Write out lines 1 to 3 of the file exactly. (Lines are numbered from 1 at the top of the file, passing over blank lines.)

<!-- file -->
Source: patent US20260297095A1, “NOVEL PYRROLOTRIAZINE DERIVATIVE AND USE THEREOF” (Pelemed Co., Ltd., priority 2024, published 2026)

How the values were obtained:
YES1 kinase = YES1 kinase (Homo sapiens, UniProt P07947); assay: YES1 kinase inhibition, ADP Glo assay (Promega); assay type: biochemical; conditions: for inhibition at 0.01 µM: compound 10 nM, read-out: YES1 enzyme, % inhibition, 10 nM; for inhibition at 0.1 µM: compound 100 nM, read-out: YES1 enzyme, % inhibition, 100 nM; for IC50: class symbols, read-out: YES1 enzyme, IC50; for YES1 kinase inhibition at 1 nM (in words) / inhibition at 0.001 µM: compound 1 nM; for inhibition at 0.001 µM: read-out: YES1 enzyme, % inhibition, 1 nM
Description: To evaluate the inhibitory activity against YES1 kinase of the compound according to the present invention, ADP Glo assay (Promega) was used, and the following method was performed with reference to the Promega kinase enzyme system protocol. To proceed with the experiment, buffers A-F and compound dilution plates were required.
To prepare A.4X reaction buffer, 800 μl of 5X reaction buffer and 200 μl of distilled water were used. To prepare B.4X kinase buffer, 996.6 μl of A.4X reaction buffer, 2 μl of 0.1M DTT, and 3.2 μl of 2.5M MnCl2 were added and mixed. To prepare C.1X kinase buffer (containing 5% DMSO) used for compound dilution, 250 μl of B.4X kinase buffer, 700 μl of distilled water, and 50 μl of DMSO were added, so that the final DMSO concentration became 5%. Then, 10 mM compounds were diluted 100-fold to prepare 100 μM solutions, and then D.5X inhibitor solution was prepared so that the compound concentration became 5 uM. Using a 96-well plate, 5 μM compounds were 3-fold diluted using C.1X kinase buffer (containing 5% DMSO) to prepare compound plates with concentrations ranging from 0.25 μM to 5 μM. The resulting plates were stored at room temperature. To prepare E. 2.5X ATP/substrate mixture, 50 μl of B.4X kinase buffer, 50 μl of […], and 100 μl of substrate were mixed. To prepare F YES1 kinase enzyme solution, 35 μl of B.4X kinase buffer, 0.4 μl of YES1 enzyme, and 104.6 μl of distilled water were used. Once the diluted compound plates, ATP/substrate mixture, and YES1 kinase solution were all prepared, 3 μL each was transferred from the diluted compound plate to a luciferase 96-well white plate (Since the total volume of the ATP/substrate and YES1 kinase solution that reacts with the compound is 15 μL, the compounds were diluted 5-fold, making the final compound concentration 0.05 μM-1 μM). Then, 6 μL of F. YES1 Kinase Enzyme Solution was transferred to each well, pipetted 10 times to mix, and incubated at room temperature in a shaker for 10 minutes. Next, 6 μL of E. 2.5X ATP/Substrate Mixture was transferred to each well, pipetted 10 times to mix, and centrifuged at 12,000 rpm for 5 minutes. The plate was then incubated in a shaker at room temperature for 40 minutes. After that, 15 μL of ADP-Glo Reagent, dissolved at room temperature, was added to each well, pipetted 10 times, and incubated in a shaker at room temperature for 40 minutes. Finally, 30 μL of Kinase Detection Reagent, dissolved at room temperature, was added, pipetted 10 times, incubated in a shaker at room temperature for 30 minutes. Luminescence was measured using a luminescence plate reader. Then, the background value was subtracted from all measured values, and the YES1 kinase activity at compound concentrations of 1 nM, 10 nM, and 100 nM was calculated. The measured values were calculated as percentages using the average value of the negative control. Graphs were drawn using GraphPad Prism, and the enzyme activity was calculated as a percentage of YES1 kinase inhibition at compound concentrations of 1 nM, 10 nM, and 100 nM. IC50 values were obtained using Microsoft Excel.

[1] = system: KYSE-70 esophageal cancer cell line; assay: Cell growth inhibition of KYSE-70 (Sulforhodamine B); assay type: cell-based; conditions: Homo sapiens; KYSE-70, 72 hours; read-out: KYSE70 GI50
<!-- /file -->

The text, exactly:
Source: patent US20260297095A1, “NOVEL PYRROLOTRIAZINE DERIVATIVE AND USE THEREOF” (Pelemed Co., Ltd., priority 2024, published 2026)

How the values were obtained:
YES1 kinase = YES1 kinase (Homo sapiens, UniProt P07947); assay: YES1 kinase inhibition, ADP Glo assay (Promega); assay type: biochemical; conditions: for inhibition at 0.01 µM: compound 10 nM, read-out: YES1 enzyme, % inhibition, 10 nM; for inhibition at 0.1 µM: compound 100 nM, read-out: YES1 enzyme, % inhibition, 100 nM; for IC50: class symbols, read-out: YES1 enzyme, IC50; for YES1 kinase inhibition at 1 nM (in words) / inhibition at 0.001 µM: compound 1 nM; for inhibition at 0.001 µM: read-out: YES1 enzyme, % inhibition, 1 nM